Decision making and consent

Circumstances that affect the decision-making process continued

If your patient may lack capacity to make the decision

Mental capacity


Capacity is the ability to make a decision. This ability can vary depending on a patient’s condition and how it changes over time, and on the nature of the decision to be made. For this reason, capacity is described as decision-specific and time-specific; so, a person can only have capacity or lack capacity to make a specific decision at a specific time.

Presuming capacity


You must start from the presumption that every adult patient has capacity to make decisions about their treatment and care. You must not assume a patient lacks capacity to make a decision solely because of their age, disability, appearance, behaviour, medical condition (including mental illness), beliefs, their apparent inability to communicate, or because they choose an option that you consider unwise.

Assessing capacity


Assessing capacity is a core clinical skill and doesn’t necessarily require specialist input (eg by a psychiatrist). You should be able to draw reasonable conclusions about your patient’s capacity during your dialogue with them. You should be alert to signs that patients may lack capacity and must give them all reasonable help and support to make a decision.*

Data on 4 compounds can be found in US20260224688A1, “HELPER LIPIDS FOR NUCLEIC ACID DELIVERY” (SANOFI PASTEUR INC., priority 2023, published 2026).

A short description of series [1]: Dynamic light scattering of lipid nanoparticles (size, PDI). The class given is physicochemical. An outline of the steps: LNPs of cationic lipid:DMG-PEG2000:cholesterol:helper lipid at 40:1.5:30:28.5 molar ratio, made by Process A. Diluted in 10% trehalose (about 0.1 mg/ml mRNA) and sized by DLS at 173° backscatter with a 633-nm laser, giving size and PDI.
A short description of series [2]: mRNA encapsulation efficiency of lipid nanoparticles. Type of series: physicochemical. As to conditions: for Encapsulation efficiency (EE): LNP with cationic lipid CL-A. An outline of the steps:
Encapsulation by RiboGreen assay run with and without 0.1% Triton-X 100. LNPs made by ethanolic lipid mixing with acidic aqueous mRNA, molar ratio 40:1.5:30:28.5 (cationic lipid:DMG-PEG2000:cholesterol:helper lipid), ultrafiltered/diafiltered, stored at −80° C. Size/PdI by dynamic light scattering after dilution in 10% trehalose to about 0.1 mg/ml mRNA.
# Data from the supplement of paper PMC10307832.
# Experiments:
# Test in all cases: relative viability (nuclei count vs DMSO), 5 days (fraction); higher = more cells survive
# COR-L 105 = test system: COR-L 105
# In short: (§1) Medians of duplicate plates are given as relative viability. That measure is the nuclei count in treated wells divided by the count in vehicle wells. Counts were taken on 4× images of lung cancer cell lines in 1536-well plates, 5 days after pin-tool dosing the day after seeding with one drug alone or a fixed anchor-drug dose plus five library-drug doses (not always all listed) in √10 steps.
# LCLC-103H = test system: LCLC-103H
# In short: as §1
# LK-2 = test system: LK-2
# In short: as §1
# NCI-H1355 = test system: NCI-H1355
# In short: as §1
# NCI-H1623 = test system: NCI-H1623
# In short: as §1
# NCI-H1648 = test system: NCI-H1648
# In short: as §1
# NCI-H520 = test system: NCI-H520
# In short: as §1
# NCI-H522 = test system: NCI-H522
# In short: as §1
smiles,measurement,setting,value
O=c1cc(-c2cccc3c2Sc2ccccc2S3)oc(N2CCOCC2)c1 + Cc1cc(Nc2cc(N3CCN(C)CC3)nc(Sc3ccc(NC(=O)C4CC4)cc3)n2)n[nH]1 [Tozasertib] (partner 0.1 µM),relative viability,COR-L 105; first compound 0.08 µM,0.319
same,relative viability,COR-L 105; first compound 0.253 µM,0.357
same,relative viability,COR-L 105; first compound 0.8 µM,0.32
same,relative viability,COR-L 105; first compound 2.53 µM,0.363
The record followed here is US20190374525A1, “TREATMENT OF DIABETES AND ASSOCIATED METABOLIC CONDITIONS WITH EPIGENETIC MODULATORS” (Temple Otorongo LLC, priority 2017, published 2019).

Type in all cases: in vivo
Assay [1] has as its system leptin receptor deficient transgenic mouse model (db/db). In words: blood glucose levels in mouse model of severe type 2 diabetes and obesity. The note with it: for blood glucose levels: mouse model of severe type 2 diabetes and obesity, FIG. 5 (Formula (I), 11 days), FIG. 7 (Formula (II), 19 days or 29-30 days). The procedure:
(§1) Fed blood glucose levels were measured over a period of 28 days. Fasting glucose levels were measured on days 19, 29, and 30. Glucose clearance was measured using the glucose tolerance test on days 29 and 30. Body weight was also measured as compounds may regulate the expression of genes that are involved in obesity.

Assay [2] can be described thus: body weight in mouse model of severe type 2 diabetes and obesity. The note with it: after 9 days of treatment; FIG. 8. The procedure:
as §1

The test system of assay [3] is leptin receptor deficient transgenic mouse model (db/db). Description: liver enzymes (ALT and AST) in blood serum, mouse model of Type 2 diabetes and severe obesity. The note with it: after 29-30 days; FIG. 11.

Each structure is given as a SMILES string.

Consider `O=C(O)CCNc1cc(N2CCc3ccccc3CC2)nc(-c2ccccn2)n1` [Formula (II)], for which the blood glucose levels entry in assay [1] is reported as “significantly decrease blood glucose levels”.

See paragraphs 27–30 for ways of Supporting patients’ decision making.


A person has capacity if they can do all the following:

  1. understand information relevant to the decision in question
  2. retain that information
  3. use the information to make their decision
  4. communicate a decision.

If you believe that a patient may lack capacity to make a decision, you must assess their capacity using the test set out in the relevant legislation, taking account of the advice in the relevant guidance. If you find it difficult to judge whether a patient has capacity to make a decision, you should seek support from someone who knows the patient well, for example, another member of the healthcare team or someone close to the patient.*


Available online at Decision making and consent.


In complex cases where you believe you’re unable to make a judgement, you should seek specialist input from psychiatrists, neurologists, speech and language therapists or liaison nurses. You should also seek specialist input if the patient or someone close to them disagrees with your judgement.


If the patient may regain capacity and the decision can be delayed, you must consider this.